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Subject: Online course on disaster planning

Online course on disaster planning

From: Helen Alten <helen<-a>
Date: Monday, October 24, 2005
MS206: Disaster Planning II: Writing a Disaster Preparedness Plan
Online course
Instructor: Terri Schindel
Dates: October 31-December 16, 2005
Price: $350

The Northern States Conservation Center
(<URL:>) is pleased to announce the
second part of one of its most important topics. Disaster Planning
II: Writing a Disaster Preparedness Plan uses information gathered
in Disaster Planning I and uses it to write an institutional plan
with the instructor's help. It is now available on-line by Northern
States Conservation Center at <URL:>.

Current AAM accreditation requires that you have a disaster plan.
However, writing the plan can be difficult, especially if you have
no background in the subject.  In this course you will write the
plan in sections, with review and input by the instructor.

The purpose of a Written Disaster Preparedness and Response Plan is
to educate all participants in their role and responsibilities in an
emergency situation. Each participant from the planning team will be
required to research and fully understand the emergency response and
recovery steps. Participants will learn how to document the
collection so you know what collection information is useful before
an emergency. You will identify important institutional records,
collection inventories, research materials, location of certain
items on exhibit and in storage. A copy of records to be stored
off-site will include blue prints, inventory lists, hazardous
materials list, computer back-ups, financial records, community
partners telephone lists, and Emergency Response Salvage Wheel. You
will become familiar with other emergency information and
documentation systems, such as Homeland Security, Red Cross, FEMA,
and local government entities. Participants will receive an
emergency preparedness and response supply list and participants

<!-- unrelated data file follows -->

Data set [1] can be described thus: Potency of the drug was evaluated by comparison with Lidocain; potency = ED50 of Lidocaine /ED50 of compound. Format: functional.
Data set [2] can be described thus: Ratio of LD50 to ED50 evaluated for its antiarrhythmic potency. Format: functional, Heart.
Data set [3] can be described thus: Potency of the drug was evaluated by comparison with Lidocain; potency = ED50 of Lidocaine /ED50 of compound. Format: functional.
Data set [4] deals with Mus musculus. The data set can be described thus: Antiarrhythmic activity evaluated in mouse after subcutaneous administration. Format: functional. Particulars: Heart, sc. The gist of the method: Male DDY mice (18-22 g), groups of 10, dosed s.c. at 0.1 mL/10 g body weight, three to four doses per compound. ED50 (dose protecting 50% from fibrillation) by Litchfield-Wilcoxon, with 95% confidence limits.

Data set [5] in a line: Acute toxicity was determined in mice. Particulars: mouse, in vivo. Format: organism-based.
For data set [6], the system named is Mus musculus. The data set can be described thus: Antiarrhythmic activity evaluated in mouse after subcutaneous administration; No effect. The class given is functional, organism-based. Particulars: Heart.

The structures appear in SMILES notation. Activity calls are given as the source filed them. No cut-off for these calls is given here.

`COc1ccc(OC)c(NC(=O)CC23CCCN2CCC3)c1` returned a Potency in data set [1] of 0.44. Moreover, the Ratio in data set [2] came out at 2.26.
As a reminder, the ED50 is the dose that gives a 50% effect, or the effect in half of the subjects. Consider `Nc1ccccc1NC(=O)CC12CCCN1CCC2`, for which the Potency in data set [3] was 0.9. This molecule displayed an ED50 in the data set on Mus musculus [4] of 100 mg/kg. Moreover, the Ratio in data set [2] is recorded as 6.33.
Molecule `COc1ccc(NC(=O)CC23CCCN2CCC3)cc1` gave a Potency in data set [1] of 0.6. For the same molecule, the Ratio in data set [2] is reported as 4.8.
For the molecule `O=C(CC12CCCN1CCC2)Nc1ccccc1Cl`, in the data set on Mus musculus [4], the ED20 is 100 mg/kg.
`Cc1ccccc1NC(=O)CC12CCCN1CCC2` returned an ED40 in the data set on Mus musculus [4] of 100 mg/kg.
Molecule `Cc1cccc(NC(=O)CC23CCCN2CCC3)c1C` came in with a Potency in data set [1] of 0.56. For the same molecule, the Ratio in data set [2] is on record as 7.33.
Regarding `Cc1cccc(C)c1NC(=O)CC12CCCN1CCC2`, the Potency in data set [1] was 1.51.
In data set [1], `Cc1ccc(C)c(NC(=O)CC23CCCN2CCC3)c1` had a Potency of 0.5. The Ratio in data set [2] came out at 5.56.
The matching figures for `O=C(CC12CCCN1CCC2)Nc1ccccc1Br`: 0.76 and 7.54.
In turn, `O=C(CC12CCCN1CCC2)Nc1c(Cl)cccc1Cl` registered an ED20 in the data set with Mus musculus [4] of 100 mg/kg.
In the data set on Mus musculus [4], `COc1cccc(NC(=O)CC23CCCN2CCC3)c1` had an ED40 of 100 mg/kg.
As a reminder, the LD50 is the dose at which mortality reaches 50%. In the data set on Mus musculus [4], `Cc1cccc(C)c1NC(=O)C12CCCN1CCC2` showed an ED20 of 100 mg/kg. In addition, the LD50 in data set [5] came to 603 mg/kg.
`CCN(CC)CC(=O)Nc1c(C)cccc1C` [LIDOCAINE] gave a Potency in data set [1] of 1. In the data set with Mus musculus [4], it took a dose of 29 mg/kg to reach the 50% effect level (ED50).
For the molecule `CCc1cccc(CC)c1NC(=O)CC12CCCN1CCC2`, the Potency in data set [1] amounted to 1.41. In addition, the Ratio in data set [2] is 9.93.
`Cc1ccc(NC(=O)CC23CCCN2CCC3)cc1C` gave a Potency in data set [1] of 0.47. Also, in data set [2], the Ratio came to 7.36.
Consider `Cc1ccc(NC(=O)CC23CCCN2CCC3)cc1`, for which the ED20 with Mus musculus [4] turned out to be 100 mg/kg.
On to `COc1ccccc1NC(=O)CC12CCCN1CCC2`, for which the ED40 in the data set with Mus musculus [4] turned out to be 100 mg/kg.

will customize it for specific threats. As you write the DPRPlan you
will also begin assembling supplies. The instructor will guide you
through each step, assist you with checklists forms, organization,
review narratives, edit the final written plan, and guide you to
grant funding for on-site or regional training to conduct practice

The course will last for six weeks. The course format is self-paced.
The instructor will be available at predetermined intervals
throughout the course. Students will be working individually and
interact through forums and scheduled on-line chats. Materials
include web versions of reading materials and lecture notes.
Supporting resources include message forums, weekly online chats,
email support, projects, and links to relevant websites. This course
will include handouts, on-line literature and
student-teacher/group-teacher dialog. Course textbook must be
purchased separately.  It is Steal This Handbook! A Template for
Creating a Museum's Emergency Preparedness Plan, 1994, Southeastern
Registrars Association. The course is limited to 20 participants.

If you are interested in the course, please sign up at
<URL:> and pay for the course at
<URL:>.  If you have
trouble with either, please contact Helen Alten
<helen<-a t->collectioncare< . >org>

About the instructor: Terri Schindel, Conservator received her
conservation diploma from the Courtauld Art Institute, University of
London with a concentration in textile conservation. She has
assisted small and medium sized museums in writing disaster plans
since the mid- 1990s. A part of the 2001, NEH-funded, "Train the
Trainers" national initiative, Ms. Schindel worked with conservators
around the country in developing an accepted standard for disaster
planning materials. Ms. Schindel has worked teaching collections
care/preventive conservation to people from small, rural, and tribal
museums since 1988. She is familiar with the many challenges and
lack of resources facing these institutions. She offers her
expertise through a variety of programs that include mentoring,
on-site training, grant writing, CAP surveys, grant funded projects,
preventive conservation, and interventive conservation treatments.
As an experienced museum consultant and teacher, Ms. Schindel has
followed approximately thirty institutions through the processes of
survey, resourcing, training, and successful implementation of
collection and conservation priorities. Ms. Schindel is committed to
maintaining the uniqueness of each small museum while upgrading to
professional standards and resourcing for future generations.

                  Conservation DistList Instance 19:23
                 Distributed: Friday, October 28, 2005
                       Message Id: cdl-19-23-017
Received on Monday, 24 October, 2005

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